Post # 1
Long story short-
We’re home for spring break. We were supposed to go back to Buffalo on Wednesday, but then our car decided that it wasn’t going to pass the state inspection (which we couldn’t do until 4/1, which was Monday). There was a massive safety issue, and it needed over $1000 in work (after the $300 in work it had done the first few days we were home, in preparation to pass inspection). The work took 4 days, so we were stuck here until it was done. We just got the car back late last night. He was supposed to be back to work on Thursday (he works retail, for an office supply store), but due to us being here without a car and without a way to get back, he hasn’t been able to be at work.
Onto the issue.
Now, he’s called his boss every day, explaining what was going on. They’ve been given every bit of information we have. They knew what was going on, they got updates on the car situation daily. I have all the paperwork, we can show it to them. We have a legitimate reason why we have been unable to get back.
His boss, yesterday, told him she “wasn’t happy” and that he had better come in on Monday (he always has Sundays off). Now, to begin with, she doesn’t like him. He stands up to her, and doesn’t put up with her bullshit. She’s horrible to her employees, and he doesn’t put up with it. He doesn’t like to be called out on things he’s not doing, and blamed for things he hasn’t done (which she does). On a daily basis, she threatens to fire him. So I wouldn’t be shocked if this was the final straw, and she says that he’s fired.
He has all the paperwork, proving that yes, the car was in the shop. We also have the failed inspection report. He will show those to her on Monday. Can she really fire him for having an emergency situation which basically stranded us 500 miles away? We had no way of getting back (no $$ to spend on a rental car/plane tickets, no spare car, etc), until we got the car back.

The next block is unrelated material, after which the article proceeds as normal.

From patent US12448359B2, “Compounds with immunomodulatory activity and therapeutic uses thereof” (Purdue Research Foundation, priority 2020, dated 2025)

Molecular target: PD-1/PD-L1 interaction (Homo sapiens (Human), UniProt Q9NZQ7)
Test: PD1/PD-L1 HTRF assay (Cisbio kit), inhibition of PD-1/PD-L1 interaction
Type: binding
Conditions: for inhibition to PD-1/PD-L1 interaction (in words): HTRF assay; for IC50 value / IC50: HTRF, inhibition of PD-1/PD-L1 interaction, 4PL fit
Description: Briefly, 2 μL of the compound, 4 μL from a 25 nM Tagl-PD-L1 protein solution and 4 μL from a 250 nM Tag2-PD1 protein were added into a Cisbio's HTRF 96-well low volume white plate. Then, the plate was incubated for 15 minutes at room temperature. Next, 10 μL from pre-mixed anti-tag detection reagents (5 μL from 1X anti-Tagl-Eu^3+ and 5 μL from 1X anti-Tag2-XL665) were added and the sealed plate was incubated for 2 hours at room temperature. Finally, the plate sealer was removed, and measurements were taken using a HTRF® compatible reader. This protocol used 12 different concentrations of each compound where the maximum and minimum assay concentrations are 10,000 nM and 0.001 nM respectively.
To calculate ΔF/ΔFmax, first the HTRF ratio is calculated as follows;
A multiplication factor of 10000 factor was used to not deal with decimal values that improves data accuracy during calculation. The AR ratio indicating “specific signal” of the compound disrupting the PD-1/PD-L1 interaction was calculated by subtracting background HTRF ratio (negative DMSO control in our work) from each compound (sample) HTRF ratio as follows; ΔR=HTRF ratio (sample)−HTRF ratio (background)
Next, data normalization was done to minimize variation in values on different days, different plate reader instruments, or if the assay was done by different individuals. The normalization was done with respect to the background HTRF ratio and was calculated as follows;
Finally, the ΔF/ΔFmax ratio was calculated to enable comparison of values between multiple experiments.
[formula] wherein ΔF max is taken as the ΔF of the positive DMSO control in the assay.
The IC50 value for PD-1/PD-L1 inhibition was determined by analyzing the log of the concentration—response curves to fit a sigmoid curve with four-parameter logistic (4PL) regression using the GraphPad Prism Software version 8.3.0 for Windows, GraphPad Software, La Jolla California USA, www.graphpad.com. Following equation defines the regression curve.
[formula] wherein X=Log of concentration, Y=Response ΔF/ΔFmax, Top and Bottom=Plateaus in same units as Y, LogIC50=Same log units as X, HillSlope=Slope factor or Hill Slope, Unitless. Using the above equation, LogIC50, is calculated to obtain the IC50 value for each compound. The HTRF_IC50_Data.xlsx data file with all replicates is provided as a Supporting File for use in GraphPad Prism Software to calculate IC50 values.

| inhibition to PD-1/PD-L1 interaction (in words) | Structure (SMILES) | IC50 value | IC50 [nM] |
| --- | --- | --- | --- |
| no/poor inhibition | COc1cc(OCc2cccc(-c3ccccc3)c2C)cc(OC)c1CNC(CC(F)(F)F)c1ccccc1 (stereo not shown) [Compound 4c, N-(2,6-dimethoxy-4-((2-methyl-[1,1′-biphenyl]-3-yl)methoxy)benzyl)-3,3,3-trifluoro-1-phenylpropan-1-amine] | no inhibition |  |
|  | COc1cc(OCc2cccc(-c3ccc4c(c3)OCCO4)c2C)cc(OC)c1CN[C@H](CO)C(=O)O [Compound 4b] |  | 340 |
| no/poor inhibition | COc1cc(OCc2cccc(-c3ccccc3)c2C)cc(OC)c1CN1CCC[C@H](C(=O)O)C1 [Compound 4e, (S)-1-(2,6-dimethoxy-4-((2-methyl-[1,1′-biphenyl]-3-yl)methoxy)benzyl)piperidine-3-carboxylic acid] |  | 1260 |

Post # 3
Yes. You can be fired for any reason or no reason at all, unless it’s discrimination against a protected class of people (race, pregnancy, disability, sex). Sorry, even though the boss knew what was going on, and you were telling the truth, you can still be fired.
Post # 4
I don’t know about the legality of firing him, though I suspect it would be legal to fire him for not showing up to work. It’s unfortunate that he does not have a more understanding boss, but the fact of the matter is that the car situation turned him into an unreliable employee. It’s not really the company’s fault that your car broke down and required multiple days to fix (and that you didn’t have the money for him to rent a car to return home).
I’d just wait and see what happens. I will say that if she plans to fire him she should have at least told him I will fire you if you don’t show up for work. That way you would have been able to make more informed decisions.
I think he will have a better chance of keeping his job if he goes in with the attitude that what happened was unacceptable and won’t happen again, etc. rather than acting like it was a situation totally out of his control that he shouldnt’ be punished for.
Post # 5
He could have caught a bus. In my mind, depending on his contract, he could be fired for this. hopefully this won’t be the case!!
Post # 6
@colorofmyheart: I’m sorry this happened, but honestly, a broken down car is not an emergency. Running a retail store is hard enough without one person being unexpectedly gone, and if I had gotten this excuse, I still would have expected him to find a way in to work.
Post # 7
@Nona99: oh, if it was just the fact that the car was broken? i totally agree, not an excuse. but, we’re 500+ miles away. that’s the issue.
thanks ladies. i guess i just have to cross my fingers and hope she understands the problem.